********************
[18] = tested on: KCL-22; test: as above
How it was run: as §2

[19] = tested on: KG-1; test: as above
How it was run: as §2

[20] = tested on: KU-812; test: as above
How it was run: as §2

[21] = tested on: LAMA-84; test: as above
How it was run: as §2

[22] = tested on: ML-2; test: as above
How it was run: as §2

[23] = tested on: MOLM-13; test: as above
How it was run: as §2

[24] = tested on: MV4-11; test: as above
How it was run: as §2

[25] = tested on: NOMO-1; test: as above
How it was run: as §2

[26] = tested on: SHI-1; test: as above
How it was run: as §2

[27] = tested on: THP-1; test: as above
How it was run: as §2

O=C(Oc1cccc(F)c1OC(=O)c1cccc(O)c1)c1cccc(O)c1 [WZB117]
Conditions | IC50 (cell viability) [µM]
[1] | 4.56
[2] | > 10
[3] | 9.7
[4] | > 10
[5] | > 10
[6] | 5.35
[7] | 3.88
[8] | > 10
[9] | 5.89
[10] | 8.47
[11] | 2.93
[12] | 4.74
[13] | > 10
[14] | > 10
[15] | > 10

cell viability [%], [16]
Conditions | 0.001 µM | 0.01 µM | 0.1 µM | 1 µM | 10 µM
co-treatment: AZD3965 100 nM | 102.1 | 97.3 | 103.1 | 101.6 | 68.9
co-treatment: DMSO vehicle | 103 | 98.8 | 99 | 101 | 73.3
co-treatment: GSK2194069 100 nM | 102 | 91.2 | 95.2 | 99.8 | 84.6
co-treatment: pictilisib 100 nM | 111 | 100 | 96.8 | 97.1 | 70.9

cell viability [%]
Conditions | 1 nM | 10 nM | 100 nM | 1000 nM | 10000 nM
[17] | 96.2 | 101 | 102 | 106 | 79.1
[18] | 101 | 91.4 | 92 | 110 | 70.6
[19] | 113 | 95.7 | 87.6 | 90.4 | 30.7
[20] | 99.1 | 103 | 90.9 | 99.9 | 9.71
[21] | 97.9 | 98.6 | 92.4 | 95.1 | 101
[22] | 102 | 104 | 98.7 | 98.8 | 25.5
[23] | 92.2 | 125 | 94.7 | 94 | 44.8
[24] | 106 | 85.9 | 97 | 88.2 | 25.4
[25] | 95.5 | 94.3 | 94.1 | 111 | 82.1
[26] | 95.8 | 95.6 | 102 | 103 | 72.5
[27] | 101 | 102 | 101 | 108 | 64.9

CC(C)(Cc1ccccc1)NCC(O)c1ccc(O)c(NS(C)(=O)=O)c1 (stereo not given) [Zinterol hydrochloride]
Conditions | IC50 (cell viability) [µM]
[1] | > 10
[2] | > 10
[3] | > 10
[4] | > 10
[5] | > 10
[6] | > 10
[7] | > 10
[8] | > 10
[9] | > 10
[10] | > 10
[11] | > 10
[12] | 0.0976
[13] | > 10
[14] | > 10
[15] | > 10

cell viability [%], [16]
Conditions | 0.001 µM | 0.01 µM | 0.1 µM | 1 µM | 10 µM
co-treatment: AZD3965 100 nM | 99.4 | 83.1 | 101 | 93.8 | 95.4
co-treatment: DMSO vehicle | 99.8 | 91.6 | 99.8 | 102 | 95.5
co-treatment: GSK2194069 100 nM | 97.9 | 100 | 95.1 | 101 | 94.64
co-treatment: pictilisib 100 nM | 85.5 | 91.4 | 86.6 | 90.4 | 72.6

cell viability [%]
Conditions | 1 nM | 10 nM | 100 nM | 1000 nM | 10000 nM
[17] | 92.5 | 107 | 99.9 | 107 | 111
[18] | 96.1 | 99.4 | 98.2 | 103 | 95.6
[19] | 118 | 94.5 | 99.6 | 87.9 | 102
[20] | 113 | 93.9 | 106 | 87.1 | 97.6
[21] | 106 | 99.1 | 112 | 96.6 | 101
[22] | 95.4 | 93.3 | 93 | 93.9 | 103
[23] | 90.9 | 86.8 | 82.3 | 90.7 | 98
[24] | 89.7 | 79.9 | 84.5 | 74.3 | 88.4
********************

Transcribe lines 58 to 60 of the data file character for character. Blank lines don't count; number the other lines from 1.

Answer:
Conditions | IC50 (cell viability) [µM]
[1] | > 10
[2] | > 10